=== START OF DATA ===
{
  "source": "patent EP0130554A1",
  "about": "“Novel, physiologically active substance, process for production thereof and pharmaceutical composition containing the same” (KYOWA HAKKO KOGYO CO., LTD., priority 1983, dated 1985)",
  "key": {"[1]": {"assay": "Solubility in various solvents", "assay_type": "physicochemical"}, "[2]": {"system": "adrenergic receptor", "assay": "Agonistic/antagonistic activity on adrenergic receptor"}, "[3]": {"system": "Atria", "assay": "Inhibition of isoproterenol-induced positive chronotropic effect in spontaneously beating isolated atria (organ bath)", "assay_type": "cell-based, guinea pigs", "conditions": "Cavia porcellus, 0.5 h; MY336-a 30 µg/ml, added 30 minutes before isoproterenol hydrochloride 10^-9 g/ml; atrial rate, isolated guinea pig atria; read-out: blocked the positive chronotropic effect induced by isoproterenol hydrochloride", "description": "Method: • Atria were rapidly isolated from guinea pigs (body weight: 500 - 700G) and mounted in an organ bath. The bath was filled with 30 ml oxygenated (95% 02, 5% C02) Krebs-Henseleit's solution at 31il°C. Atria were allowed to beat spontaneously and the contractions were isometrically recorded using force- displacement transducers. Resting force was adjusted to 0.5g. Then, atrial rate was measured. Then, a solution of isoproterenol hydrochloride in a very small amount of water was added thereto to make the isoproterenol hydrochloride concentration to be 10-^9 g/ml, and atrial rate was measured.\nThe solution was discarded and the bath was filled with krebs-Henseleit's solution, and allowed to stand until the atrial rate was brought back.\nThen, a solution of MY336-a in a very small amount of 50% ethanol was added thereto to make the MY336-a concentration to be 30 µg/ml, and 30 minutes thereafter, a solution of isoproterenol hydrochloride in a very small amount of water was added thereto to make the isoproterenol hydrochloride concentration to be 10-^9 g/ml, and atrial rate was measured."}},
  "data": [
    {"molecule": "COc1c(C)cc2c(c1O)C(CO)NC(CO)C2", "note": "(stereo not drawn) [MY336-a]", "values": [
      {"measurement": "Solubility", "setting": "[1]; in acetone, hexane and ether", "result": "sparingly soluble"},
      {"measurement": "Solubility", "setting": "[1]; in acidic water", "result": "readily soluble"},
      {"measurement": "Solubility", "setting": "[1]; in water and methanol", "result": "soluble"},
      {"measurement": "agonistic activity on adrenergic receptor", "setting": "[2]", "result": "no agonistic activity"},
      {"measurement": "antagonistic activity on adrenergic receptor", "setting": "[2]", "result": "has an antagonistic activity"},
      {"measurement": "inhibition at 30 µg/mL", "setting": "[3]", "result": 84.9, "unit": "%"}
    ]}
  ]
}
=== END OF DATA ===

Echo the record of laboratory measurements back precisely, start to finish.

{
  "source": "patent EP0130554A1",
  "about": "“Novel, physiologically active substance, process for production thereof and pharmaceutical composition containing the same” (KYOWA HAKKO KOGYO CO., LTD., priority 1983, dated 1985)",
  "key": {"[1]": {"assay": "Solubility in various solvents", "assay_type": "physicochemical"}, "[2]": {"system": "adrenergic receptor", "assay": "Agonistic/antagonistic activity on adrenergic receptor"}, "[3]": {"system": "Atria", "assay": "Inhibition of isoproterenol-induced positive chronotropic effect in spontaneously beating isolated atria (organ bath)", "assay_type": "cell-based, guinea pigs", "conditions": "Cavia porcellus, 0.5 h; MY336-a 30 µg/ml, added 30 minutes before isoproterenol hydrochloride 10^-9 g/ml; atrial rate, isolated guinea pig atria; read-out: blocked the positive chronotropic effect induced by isoproterenol hydrochloride", "description": "Method: • Atria were rapidly isolated from guinea pigs (body weight: 500 - 700G) and mounted in an organ bath. The bath was filled with 30 ml oxygenated (95% 02, 5% C02) Krebs-Henseleit's solution at 31il°C. Atria were allowed to beat spontaneously and the contractions were isometrically recorded using force- displacement transducers. Resting force was adjusted to 0.5g. Then, atrial rate was measured. Then, a solution of isoproterenol hydrochloride in a very small amount of water was added thereto to make the isoproterenol hydrochloride concentration to be 10-^9 g/ml, and atrial rate was measured.\nThe solution was discarded and the bath was filled with krebs-Henseleit's solution, and allowed to stand until the atrial rate was brought back.\nThen, a solution of MY336-a in a very small amount of 50% ethanol was added thereto to make the MY336-a concentration to be 30 µg/ml, and 30 minutes thereafter, a solution of isoproterenol hydrochloride in a very small amount of water was added thereto to make the isoproterenol hydrochloride concentration to be 10-^9 g/ml, and atrial rate was measured."}},
  "data": [
    {"molecule": "COc1c(C)cc2c(c1O)C(CO)NC(CO)C2", "note": "(stereo not drawn) [MY336-a]", "values": [
      {"measurement": "Solubility", "setting": "[1]; in acetone, hexane and ether", "result": "sparingly soluble"},
      {"measurement": "Solubility", "setting": "[1]; in acidic water", "result": "readily soluble"},
      {"measurement": "Solubility", "setting": "[1]; in water and methanol", "result": "soluble"},
      {"measurement": "agonistic activity on adrenergic receptor", "setting": "[2]", "result": "no agonistic activity"},
      {"measurement": "antagonistic activity on adrenergic receptor", "setting": "[2]", "result": "has an antagonistic activity"},
      {"measurement": "inhibition at 30 µg/mL", "setting": "[3]", "result": 84.9, "unit": "%"}
    ]}
  ]
}